Do you remember the exact moment you were inspired to start a hobby? Maybe you were watching your grandmother working on a needlepoint, or your father doing some woodworking. Maybe it was Julia Child or Bob Ross who showed you the joys of cooking and making happy little clouds. For me, it occurred while I was flipping through the channels years ago and stumbled upon a film called Chased by the Light that featured Jim Brandenburg

Chased by the Light follows the world-renowned, Minnesota-based photographer through a 90-day journey in which Brandenburg allows himself to snap only one frame per day. Watching him walk through the wooded areas near the BWCA to masterfully select the frame he would capture was inspiring. Immediately after seeing this film, I went out into my suburban backyard with my camera to emulate what I saw Jim do. I slowed down, looked for different perspectives, saw things from close-up and low-down.  I remember, while never taking my camera off of its auto setting, taking photos of tree bark, a clothesline and an arborvitae. Not exactly National Geographic material, but it was the start.

Since then, I’ve upgraded some gear and spent a lot of time honing my skills to the point where I now feel good about sharing photos with my friends on Facebook. Photography has become a fun and creative hobby. One I am happy to have found.

Like the person who can now serve up a mean Beef Wellington because they saw Julia make it look easy, I was inspired by Jim Brandenburg because he made it all look so effortless. It’s not.


On April 10, 2015 Brandenburg was joined on the Almanac couch by filmmaker Julia Huffman, the director of the film Medicine of the Wolf. When asked about why she sought out Brandenburg to be a part of her film that explores man’s relationship with the wolf, Huffman said that everyone she spoke to about her film told her she needed to involve Brandenburg. His history of living with and photographing wolves is second-to-none. Huffman’s film is now available on Amazon Prime, iTunes and Hulu.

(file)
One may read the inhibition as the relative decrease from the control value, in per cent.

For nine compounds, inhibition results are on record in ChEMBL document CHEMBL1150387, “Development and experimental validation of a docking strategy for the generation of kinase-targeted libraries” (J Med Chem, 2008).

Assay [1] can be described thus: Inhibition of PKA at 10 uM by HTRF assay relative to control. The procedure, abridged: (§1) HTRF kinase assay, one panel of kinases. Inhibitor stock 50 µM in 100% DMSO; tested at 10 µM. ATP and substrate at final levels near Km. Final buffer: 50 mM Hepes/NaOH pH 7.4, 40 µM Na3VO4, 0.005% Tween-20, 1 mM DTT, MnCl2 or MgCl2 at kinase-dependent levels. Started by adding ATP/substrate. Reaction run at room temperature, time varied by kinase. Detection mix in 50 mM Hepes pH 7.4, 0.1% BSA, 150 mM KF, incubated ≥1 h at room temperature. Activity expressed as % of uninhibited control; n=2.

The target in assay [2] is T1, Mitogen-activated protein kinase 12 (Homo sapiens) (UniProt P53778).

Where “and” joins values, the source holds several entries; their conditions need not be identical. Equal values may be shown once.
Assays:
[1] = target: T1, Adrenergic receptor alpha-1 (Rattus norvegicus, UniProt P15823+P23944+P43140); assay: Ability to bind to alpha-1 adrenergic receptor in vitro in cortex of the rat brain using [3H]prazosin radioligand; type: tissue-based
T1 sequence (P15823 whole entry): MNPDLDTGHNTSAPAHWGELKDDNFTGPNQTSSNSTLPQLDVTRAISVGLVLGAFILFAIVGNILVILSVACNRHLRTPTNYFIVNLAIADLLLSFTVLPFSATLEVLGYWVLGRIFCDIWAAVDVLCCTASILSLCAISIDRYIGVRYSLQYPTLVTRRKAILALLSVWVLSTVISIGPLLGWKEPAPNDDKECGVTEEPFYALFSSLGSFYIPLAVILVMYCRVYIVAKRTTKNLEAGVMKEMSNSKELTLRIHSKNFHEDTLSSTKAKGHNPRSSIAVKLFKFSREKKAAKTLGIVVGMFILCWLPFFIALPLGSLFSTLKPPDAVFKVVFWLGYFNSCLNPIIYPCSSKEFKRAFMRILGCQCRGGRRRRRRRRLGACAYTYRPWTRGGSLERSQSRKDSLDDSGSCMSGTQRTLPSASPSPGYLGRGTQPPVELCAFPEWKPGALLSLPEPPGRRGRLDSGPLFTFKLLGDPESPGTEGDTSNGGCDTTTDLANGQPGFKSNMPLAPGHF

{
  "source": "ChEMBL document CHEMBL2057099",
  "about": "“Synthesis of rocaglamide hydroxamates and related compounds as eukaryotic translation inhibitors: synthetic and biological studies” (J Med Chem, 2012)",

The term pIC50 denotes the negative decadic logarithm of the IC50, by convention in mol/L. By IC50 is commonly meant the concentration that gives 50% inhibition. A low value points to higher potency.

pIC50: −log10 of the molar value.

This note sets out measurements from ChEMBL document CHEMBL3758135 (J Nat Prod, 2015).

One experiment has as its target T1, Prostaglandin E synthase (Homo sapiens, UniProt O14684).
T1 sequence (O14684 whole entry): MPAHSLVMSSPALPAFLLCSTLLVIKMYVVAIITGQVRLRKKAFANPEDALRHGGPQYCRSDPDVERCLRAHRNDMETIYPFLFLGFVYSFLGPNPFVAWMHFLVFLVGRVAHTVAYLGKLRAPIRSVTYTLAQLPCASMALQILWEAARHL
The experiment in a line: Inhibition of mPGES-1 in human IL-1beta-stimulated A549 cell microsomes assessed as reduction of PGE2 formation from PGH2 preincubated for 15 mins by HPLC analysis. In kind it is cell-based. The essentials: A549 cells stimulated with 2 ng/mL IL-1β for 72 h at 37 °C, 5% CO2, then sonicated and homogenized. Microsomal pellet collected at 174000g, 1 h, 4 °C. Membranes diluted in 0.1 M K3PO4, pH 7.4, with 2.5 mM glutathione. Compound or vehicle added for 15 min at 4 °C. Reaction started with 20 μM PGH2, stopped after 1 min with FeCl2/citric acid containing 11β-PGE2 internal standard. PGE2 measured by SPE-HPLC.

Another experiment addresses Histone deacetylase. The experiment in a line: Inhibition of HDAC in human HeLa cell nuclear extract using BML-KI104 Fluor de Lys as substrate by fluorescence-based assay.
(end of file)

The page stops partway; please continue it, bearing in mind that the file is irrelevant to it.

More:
I’m happy that Mr. Brandenburg took a moment to sign the wall leading to the studios at Twin Cities PBS. I’m even more happy that he added both a wolf paw and expressed his love of TPT.

The wall in the hallway leading to the TV studio is adorned with thousands of signatures. It’s Minnesota’s unofficial Wall of Fame.

Before moving to the woods and setting up a home in Ely, Minn., Brandenburg was born on November 23, 1945 in Luvurne, Minn., and his career spans decades. His photographs have been seen around the world, and he has been published in a long list of publications. His list of awards is stunning, and he’s credited with taking one of the 40 greatest wildlife photographs of all-time. The subject of that photo? An Arctic wolf, of course.

A leaping Arctic wolf jumping between ice floes is considered to be one of the most important wildlife photos ever taken. Photo by Jim Brandenburg.

Just search his name and the almighty internet spins up a vast collection of his beautiful photographs – but in Minnesota, we’re lucky enough to see the real thing: There are galleries in both Luvurne and Ely that are dedicated to his work. While his work is always a feast for the imagination, seeing images like these in-person and larger-than-life provides a whole new experience – one that’s definitely worth having.

Photo by Jim Brandenburg
Photo by Jim Brandenburg
Photo by Jim Brandenburg
Photo by Jim Brandenburg


This story is made possible by the Arts and Cultural Heritage Fund and the citizens of Minnesota.


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